Dedicated on October of 1950 was the ten-foot-tall statue of Christopher Columbus created by Jersey City resident and sculptor, Archimedes Giacomontonio. The explorer stands strong at the top of a white marble pillar points westward with his right hand, he holds a cross in his left. When the statue was originally installed, he was pointing in the wrong direction: East. He was turned around so that he was guiding his followers West. The piece was originally located on the island across from the Loew’s Jersey Theater; it has since been moved to the Journal Square Plaza.
Outside the center of the Journal Square is a fountain that remains intact but dry through the seasons. Originally constructed in the 1990s, it was rededicated in 2002 to 37 Jersey City residents who lost their lives on that fateful day on Sept. 11, 2001.
The fountain is dedicated to the names of Jersey City residents etched into the stone:
Alok Agarwal, Ivan F. Barbosa, Sherry Ann Bordeaux, Edward Calderon, Swarna Chalasani, John R. Cruz, Jemal L. DeSantis, Andrea Della Bella, Christopher Dincuff, Samantha Egan, Barbara G. Etzold, Nancy C. Farley, Anne Marie Sallerin Ferreira, Boyd A. Gatton, Rosa J. Gonzalez, John Keohane, SeiLai Khoo, Andrew La Corte, Leon Lebor, Wei Rong Lin, Alan Linton, Jerome R. Lohez, Manuel L. Lopez, Joseph L. Lovero, Waleska Martinez, Francis J. Nazario, Angel Perez, Susan M. Pollio, Aida Rosario, Jon Schlissel, Thomas F. Swift, Mary Ellen Tiesi, Zhanetta Tsoy, Edward R. Vanacore, Nathaniel Webb, John C. Willett, Siu Cheng Wong and Matthew D. Yarnell.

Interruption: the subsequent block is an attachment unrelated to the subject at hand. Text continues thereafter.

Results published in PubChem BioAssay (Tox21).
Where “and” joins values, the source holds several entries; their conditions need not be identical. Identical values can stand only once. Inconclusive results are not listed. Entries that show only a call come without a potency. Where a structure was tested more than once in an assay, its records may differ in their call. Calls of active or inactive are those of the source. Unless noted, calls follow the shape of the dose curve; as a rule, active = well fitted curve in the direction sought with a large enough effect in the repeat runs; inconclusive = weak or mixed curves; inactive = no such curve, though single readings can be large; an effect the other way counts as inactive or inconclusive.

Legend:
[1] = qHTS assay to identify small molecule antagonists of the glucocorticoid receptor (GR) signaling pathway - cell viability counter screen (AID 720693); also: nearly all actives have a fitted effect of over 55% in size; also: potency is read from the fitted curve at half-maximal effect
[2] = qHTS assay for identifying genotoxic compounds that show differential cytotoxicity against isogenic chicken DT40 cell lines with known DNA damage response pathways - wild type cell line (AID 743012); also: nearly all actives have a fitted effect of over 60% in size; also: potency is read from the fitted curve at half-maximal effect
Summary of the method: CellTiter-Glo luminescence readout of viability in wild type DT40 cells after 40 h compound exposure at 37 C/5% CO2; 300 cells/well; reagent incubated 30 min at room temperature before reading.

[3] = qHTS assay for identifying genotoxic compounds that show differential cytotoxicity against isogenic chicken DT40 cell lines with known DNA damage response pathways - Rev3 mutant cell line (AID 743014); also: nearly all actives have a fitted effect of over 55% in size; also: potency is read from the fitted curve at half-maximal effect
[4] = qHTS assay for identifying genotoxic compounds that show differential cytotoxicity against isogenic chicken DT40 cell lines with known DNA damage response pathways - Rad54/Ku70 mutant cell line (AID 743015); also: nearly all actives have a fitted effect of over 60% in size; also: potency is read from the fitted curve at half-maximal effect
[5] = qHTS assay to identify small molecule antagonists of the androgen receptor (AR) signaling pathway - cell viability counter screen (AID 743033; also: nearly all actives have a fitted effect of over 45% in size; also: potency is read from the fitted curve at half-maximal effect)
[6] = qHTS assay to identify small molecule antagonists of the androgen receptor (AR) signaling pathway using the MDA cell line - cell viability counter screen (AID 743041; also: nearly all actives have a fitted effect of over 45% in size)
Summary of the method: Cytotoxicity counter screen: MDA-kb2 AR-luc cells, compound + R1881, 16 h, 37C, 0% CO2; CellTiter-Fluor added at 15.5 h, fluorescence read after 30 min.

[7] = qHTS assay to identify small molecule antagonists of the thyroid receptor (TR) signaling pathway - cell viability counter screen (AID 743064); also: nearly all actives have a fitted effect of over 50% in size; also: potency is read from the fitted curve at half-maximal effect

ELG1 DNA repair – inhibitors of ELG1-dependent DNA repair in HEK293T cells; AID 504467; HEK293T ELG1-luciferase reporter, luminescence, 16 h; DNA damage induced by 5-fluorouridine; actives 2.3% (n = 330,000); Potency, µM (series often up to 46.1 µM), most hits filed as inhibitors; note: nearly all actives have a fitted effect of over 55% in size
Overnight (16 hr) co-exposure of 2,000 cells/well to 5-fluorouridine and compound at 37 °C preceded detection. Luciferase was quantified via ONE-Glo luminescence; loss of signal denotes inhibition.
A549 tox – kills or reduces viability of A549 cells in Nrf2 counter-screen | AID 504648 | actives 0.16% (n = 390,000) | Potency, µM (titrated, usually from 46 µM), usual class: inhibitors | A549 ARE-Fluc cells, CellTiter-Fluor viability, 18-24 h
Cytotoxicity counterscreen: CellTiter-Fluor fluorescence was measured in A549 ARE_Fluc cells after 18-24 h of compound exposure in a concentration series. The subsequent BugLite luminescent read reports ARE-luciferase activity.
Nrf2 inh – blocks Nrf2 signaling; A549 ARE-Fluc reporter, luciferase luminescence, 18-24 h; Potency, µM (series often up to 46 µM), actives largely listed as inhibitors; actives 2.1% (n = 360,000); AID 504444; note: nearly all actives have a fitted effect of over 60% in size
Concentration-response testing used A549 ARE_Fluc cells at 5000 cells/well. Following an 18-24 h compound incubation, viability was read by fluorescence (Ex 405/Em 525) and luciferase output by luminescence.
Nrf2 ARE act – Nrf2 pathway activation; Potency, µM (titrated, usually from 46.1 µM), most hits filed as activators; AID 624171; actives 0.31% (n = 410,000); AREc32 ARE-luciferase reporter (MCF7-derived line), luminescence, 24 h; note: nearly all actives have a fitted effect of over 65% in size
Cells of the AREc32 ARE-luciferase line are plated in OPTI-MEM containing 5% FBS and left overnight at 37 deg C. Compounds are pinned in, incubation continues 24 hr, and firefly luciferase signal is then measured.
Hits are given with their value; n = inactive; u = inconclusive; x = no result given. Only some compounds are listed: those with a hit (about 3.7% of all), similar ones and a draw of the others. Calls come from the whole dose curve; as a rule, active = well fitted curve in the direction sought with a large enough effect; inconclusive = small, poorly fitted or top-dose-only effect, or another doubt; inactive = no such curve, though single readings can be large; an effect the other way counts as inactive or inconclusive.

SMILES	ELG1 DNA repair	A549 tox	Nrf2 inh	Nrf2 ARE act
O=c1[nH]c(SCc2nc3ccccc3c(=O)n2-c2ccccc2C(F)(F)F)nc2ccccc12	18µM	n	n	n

Both the 9/11 Memorial and the Christopher Columbus statues are currently in the middle of what will soon become 1 Journal Square. The developers, KABR and Kushner Companies, will be temporarily removing Christopher Columbus and reinstalling him in the new park/plaza that will be created. The 9/11 memorial and the fountain will be removed completely. The blocks inscribed with the names of those who lost their lives will be available for the families to pick up and keep. The memorial will be completely redesigned and incorporated into the design of the new park/plaza.
Blakeslee Route Memorial
George E. Blakeslee, nicknamed the Father of Good Roads. When driving down Broadway and Route 1/9 in Jersey City, it is often hard to capture a glimpse of the Blakeslee Memorial. While technically outside of Journal Square, smack dab in the middle of an island the Blakeslee Memorial stands tall as vehicles swiftly pass by. Being the Father of Good Roads only calls for a history lesson. Blakeslee Route (near the gas stations and Rita and Joe’s) was originally a Revolutionary War route. The monument was erected in 1931 and rededicated to Blakeslee in 2005. George was a Jersey City resident who headed the New Jersey Department of Transportation in the 1920s and 1930s. The plaque on the pillar reads: In honor of George E. Blakeslee Pioneer of the modern highway. This is also a memorial to Route 1, the first interstate in all of America, formally connecting Maine to Florida.